PreviousAdvanced Operation CommunicationsNext

Chapter 7: Fileshare on UNIX

This chapter describes Fileshare on UNIX.

7.1 Running Fileshare as a Background Process

Because the Fileshare Server uses Adis for its screen displays and keyboard handling, it accumulates a lot of processor time if started as a background process on UNIX. To avoid this, and allow the Fileshare Server to only use its usual amount of processor time while in the background, the Fileshare Server should be configured using the -b option when being run in the background. This disables all Fileshare displays and keyboard reading.

Since Fileshare does not read the keyboard in background mode, you cannot close it down in the normal manner using the ESC key sequence.

Warning: Do not kill the Fileshare process because this will result in the corruption of any data files which are open.

Instead, write a program which calls Fileshare Manager (FSMgr). Alternatively, you can run the supplied utility fsclose as follows:

cobrun fsclose

The fsclose utility calls Fileshare Manager itself and prompts you for the name of the Fileshare Server you want to close down and the CCI protocol.

Because the only way to shut down the Fileshare Server is remotely, the Fileshare Server must have been configured to use a password file. See the section Password File Maintenance in the chapter Security for details.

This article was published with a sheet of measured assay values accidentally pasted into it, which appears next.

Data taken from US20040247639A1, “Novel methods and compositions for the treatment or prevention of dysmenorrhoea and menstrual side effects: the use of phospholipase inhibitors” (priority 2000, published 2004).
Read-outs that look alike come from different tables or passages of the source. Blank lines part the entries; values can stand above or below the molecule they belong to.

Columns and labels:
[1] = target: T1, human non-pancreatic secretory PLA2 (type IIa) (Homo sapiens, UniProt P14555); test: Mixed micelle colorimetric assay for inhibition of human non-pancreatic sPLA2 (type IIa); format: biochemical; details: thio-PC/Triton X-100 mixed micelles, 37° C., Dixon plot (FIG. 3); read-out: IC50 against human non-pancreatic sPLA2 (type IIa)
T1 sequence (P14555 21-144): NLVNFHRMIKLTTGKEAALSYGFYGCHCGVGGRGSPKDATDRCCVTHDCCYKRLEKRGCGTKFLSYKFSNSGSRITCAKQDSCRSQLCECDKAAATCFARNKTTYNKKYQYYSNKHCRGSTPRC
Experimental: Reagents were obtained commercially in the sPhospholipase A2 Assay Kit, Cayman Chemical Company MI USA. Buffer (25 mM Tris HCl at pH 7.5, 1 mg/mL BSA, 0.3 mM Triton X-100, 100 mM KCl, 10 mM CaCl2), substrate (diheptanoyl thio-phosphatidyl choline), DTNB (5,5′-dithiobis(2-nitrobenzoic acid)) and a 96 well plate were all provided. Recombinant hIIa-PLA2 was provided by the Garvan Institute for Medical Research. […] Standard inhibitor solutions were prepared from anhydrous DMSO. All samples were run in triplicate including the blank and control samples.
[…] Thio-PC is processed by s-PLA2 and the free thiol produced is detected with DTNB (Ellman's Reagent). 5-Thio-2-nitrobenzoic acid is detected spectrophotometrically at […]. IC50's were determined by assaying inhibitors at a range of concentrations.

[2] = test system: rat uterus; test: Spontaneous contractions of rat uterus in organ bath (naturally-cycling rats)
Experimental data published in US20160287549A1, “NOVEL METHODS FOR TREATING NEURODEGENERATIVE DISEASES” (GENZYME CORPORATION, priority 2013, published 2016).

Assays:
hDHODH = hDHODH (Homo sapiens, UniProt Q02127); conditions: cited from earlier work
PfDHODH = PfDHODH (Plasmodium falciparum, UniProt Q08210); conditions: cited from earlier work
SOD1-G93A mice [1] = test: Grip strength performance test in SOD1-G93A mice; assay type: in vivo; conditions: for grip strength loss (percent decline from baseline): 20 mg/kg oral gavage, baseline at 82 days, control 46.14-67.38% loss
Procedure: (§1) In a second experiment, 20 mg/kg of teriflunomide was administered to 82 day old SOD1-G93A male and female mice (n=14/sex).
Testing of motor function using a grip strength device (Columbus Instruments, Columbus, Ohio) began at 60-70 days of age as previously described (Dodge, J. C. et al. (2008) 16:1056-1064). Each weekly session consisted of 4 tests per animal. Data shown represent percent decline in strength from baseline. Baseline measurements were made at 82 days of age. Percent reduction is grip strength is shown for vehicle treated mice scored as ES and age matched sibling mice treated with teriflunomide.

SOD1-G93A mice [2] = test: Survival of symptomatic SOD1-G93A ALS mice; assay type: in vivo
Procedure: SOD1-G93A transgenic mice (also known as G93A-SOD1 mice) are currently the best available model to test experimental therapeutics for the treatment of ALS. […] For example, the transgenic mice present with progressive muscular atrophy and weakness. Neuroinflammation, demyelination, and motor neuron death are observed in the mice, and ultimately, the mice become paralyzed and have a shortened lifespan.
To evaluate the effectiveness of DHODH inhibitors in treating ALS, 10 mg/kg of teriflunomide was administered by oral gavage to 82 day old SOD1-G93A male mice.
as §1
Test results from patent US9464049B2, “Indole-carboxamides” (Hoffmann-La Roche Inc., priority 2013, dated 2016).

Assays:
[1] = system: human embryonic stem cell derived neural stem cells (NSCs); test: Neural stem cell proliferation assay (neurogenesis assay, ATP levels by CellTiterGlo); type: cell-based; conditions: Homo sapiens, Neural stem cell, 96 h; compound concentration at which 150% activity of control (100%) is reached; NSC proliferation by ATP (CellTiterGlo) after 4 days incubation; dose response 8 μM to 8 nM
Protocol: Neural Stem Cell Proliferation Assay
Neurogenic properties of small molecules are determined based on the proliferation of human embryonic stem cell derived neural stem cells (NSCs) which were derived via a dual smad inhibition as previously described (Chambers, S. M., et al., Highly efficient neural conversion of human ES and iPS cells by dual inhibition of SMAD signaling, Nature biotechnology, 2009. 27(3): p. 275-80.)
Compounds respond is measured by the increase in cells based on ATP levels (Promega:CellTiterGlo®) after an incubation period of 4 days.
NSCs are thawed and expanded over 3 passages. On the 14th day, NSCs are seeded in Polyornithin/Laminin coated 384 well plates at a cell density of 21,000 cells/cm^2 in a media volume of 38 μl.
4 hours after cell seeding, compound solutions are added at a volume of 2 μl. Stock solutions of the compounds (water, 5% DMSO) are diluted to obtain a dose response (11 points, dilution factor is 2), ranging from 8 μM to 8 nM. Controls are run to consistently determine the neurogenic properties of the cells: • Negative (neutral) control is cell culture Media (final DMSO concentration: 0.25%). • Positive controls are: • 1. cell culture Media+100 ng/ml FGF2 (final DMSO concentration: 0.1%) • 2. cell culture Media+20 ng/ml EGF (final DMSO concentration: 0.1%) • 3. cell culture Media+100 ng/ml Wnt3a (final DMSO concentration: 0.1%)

The Fileshare Server does not start in background mode unless you start it with a password file.

In background mode, any messages the Fileshare Server would normally display on the screen are written to the file fsscreen.lst in the Fileshare Server's current directory.

An example configuration file follows. This configuration file specifies that the Fileshare Server name is server-1, the password file is password.fil and the communications protocol to use is CCITCP. The -b option specifies background mode.

-s server-1
-pf password.fil
-cm ccitcp

The Fileshare Server can now be started in background mode by entering:

fs > server-1.log 2>&1

You need to redirect the output from the command because otherwise, on some UNIX systems, output is sent to the terminal after it has been disconnected and, consequently, the entire session is terminated.

7.2 The NFILES Setting

On UNIX systems, the NFILES setting defines how many separate file descriptors can be used. This can be set for individual accounts and for the system as a whole. You must ensure that NFILES is set sufficiently high for Fileshare which uses file descriptors as follows:

So, for the user account that the Fileshare session uses, NFILES must be set to accomodate the maximum number of open files and the maximum number of Fileshare clients. In addition, the system setting of NFILES may need to be increased.

Copyright © 1998 Micro Focus Limited. All rights reserved.
This document and the proprietary marks and names used herein are protected by international law.
PreviousAdvanced Operation CommunicationsNext